I don’t think changing the law is all that likely either, which was why I’d started thinking about insurance requirements. To use Zimmerman as a whipping boy, his premiums likely would have gone up a lot for shooting that kid. I suspect after his later incidents (threatening his wife with a gun, a road rage incident, and I think at least one other) he simply no longer would have been able to afford the premiums.

                        Sure, he’d lose his ability to own a gun over dead bodies — kind of an after the fact fix, I admit. I think mandating “Responsibility” and letting actuaries handle it might vaguely be politically possible in my lifetime. Maybe. Probably not though.

                        I’m pretty much resigned to nothing changing. Which is why I find it hilarious when I hear idiots say “We’ve never been closer to gun confiscation in America”. No we’re not. You know how you can tell? The way I’m resigned to mass shootings and the closest I can come to a solution is thinking sometime in the next 30 years, we might make people who own guns carry insurance on them.

                        Tyranny, I know.

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          • then segue into Red Dawn kinda discussions.

            Seems like these are exactly the kind of people ISIS recruits.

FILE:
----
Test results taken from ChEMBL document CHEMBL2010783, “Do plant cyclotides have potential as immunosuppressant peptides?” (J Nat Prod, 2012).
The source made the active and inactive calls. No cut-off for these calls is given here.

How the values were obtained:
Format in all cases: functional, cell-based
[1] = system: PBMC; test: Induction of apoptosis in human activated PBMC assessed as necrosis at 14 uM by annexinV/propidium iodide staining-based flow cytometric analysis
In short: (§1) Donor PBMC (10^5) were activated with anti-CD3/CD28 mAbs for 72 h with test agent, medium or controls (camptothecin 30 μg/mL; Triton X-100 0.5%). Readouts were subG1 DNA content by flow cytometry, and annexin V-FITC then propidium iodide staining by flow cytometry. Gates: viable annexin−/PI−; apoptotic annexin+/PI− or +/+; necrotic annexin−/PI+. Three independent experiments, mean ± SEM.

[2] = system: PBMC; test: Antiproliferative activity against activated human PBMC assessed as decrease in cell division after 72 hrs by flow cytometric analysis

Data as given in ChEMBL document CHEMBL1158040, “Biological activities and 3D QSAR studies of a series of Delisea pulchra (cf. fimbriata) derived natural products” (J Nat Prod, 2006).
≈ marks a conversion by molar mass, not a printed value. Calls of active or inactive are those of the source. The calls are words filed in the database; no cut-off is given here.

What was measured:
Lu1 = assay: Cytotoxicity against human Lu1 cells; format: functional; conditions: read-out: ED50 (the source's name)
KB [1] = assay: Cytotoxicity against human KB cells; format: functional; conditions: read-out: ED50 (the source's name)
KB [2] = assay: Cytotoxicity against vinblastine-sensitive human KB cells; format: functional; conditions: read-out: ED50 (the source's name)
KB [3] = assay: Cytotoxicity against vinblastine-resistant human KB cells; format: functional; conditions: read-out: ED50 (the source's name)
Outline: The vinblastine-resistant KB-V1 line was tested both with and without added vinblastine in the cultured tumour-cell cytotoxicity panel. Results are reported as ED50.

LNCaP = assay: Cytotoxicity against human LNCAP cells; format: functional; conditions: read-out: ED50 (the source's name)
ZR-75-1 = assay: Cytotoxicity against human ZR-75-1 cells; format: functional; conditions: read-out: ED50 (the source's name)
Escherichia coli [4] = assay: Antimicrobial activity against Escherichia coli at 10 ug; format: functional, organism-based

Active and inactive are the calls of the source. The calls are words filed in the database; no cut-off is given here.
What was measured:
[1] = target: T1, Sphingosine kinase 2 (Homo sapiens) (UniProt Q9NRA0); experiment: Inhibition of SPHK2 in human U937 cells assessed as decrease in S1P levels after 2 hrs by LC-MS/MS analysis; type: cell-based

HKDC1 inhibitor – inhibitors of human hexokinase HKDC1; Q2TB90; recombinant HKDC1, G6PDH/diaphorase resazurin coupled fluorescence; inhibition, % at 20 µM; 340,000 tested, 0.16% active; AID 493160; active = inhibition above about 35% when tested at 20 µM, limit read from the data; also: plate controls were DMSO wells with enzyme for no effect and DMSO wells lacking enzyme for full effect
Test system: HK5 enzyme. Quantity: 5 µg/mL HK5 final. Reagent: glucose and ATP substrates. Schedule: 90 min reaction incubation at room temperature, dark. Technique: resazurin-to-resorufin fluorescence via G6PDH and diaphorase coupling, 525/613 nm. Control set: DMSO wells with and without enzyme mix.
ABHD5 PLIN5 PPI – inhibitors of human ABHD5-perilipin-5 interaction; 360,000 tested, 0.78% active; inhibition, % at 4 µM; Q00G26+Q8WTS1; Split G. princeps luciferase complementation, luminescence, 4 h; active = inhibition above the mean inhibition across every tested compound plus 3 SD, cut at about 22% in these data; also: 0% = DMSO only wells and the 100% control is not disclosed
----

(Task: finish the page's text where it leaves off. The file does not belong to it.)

Not that the people you know would sign up for ISIS, acourse. God no. They’re all about The Good Fight and all …

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        • :

          Did they give any reasoning for why they thought the US military could pull this off?

          Actually, they don’t believe it could.

          The standard narrative is that once Obama pushes the button and begins marshall law (or whatever he’s going to do), two things will happen in quick succession:

          1. The US will be invaded at Obama’s order by either China, ISIS, or the UN (which one depending on which of the conspiracy variants you subscribe to).

          2. Once that occurs, the country will “wake up.” There will be a second American Revolution, where the People (including all members of the military who are not political appointees) will overthrow government and dissolve the current United States. A new, freer, and better country will rise from those ashes.

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            • Since the very solid evidence of a Takeover predates ISIS, I’m gonna rule that out. China is certainly clever enough to pull this of (they’re an especially tricky people and all) but I don’t think they’d be able to do it unilaterally. So the UN is the only likely actor on this stage who has the credibility of “neutrality” as well as access to a Hollywood makeup room’s worth of clever disguises. (Tho, Hollywood might be worth considering ….)